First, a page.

Speeding is a growing problem in the trucking industry

Every summer, the trucking industry gears up for Operation Safe Driver Week. Throughout this week, law enforcement in Connecticut and other states will heighten traffic safety enforcement and work to educate trucking drivers about roadway safety. One of the biggest concerns that the initiative is focusing on this year is driver speeding.

Why is speeding so common?

Unfortunately, many drivers admit to speeding throughout some of their routes for a variety of reasons. One of the most common is that they believe they can get to their destination quicker and deliver more goods during their available driving hours of service.

The reality is that driving faster causes more devastating car accidents. In fact, the National Safety Council has revealed a new estimated rate of death on the roadway increasing 24% in 2020. That’s a large spike in roadway fatalities. This is the highest increase of roadway fatalities in over 96 years.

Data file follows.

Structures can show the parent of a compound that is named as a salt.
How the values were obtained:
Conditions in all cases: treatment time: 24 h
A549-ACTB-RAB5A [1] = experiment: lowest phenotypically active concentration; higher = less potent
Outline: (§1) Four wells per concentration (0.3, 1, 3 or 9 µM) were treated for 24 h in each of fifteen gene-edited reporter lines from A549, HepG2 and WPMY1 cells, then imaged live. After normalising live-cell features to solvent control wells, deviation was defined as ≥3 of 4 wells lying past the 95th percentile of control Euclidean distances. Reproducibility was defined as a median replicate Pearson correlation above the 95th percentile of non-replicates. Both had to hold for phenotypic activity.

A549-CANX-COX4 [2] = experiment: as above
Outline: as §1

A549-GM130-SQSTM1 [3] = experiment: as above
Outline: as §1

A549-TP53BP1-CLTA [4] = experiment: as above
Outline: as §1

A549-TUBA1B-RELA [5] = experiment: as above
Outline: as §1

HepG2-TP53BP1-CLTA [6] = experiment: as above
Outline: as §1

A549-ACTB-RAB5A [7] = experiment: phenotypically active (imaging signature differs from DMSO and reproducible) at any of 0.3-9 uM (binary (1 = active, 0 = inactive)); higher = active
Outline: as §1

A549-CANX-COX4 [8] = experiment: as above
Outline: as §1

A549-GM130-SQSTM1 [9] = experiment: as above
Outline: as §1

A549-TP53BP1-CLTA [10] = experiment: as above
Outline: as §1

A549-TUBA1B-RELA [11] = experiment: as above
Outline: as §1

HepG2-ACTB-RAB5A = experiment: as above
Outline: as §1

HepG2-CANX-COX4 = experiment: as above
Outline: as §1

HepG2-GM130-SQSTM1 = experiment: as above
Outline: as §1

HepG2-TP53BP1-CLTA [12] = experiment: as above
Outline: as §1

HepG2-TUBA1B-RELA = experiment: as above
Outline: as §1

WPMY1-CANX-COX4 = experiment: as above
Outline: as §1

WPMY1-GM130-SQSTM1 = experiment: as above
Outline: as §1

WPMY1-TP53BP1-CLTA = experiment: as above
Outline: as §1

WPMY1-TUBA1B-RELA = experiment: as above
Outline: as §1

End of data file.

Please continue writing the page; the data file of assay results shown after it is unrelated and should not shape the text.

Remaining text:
Reasons why everyone should avoid speeding

Apart from reducing the number of roadway fatalities due to trucking accidents, there are various other reasons everyone should drive only the posted speed limit. First of all, a commercial truck is designed to be run in the 65-to-75-mph range on the highway. This means that the tire’s lifespan is designed to last according to that range. If truckers go above that range, they’re going to wear the tires out faster. Also, drivers have discovered that they lose .14 miles per gallon in fuel efficiency for every mile per hour that they go over 60 miles per hour.

While on the surface, speeding may seem like a great way to get to a destination faster so that drivers can deliver more products, the reality is that it could cost more than they’re going to make. Not only does it cost lives in roadway fatalities, but it will also cost drivers in tires and fuel. It’s best to abide by the speed limit when traveling routes.